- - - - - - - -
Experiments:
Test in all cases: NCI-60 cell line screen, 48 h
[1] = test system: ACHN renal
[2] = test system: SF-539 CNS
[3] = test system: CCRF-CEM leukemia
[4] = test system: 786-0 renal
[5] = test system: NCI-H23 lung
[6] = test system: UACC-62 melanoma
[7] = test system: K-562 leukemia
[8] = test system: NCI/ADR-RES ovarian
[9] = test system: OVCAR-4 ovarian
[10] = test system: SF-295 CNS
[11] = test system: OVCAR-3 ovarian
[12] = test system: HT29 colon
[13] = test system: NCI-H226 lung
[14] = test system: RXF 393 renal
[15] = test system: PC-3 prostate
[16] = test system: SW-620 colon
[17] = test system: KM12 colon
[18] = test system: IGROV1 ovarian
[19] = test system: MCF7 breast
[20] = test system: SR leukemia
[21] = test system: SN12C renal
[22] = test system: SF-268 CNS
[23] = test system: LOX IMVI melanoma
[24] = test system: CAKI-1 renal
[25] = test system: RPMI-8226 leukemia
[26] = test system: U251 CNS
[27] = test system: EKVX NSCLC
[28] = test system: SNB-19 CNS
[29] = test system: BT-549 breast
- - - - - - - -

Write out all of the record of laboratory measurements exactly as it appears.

Experiments:
Test in all cases: NCI-60 cell line screen, 48 h
[1] = test system: ACHN renal
[2] = test system: SF-539 CNS
[3] = test system: CCRF-CEM leukemia
[4] = test system: 786-0 renal
[5] = test system: NCI-H23 lung
[6] = test system: UACC-62 melanoma
[7] = test system: K-562 leukemia
[8] = test system: NCI/ADR-RES ovarian
[9] = test system: OVCAR-4 ovarian
[10] = test system: SF-295 CNS
[11] = test system: OVCAR-3 ovarian
[12] = test system: HT29 colon
[13] = test system: NCI-H226 lung
[14] = test system: RXF 393 renal
[15] = test system: PC-3 prostate
[16] = test system: SW-620 colon
[17] = test system: KM12 colon
[18] = test system: IGROV1 ovarian
[19] = test system: MCF7 breast
[20] = test system: SR leukemia
[21] = test system: SN12C renal
[22] = test system: SF-268 CNS
[23] = test system: LOX IMVI melanoma
[24] = test system: CAKI-1 renal
[25] = test system: RPMI-8226 leukemia
[26] = test system: U251 CNS
[27] = test system: EKVX NSCLC
[28] = test system: SNB-19 CNS
[29] = test system: BT-549 breast